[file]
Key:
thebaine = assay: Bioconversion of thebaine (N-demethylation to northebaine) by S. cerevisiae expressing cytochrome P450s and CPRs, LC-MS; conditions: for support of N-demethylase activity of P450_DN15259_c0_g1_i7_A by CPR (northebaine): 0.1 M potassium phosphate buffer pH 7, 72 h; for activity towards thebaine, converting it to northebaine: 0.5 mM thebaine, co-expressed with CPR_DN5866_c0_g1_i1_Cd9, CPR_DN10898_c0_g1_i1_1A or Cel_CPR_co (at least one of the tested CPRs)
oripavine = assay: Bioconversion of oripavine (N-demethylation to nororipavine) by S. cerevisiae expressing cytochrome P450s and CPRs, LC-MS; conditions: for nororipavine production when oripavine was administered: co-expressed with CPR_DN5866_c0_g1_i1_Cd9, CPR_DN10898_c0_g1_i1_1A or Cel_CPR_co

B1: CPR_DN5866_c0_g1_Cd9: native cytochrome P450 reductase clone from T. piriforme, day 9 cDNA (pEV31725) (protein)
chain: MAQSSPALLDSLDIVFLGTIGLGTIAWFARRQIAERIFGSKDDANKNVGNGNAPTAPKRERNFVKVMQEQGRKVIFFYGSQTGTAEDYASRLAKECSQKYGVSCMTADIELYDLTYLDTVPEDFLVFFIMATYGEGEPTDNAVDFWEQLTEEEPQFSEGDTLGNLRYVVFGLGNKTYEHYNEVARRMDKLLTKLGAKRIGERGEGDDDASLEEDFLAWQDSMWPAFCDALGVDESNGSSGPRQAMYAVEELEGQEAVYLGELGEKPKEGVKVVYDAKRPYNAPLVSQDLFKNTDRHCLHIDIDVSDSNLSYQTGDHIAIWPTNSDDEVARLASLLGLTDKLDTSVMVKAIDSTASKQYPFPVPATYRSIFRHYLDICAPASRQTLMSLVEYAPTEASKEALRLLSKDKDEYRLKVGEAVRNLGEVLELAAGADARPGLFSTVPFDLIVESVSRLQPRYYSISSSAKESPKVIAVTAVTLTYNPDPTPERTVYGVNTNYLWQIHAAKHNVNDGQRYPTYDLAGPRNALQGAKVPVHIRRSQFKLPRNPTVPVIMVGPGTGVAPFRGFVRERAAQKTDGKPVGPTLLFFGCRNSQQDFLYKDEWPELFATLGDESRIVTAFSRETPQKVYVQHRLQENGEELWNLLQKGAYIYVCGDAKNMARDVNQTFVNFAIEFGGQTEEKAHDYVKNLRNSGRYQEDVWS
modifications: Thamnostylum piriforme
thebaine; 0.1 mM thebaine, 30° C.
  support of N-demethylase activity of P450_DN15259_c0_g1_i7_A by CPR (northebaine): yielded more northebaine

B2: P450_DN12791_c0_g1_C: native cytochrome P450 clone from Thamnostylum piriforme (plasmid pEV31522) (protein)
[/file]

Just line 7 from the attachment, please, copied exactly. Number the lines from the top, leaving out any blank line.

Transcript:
thebaine; 0.1 mM thebaine, 30° C.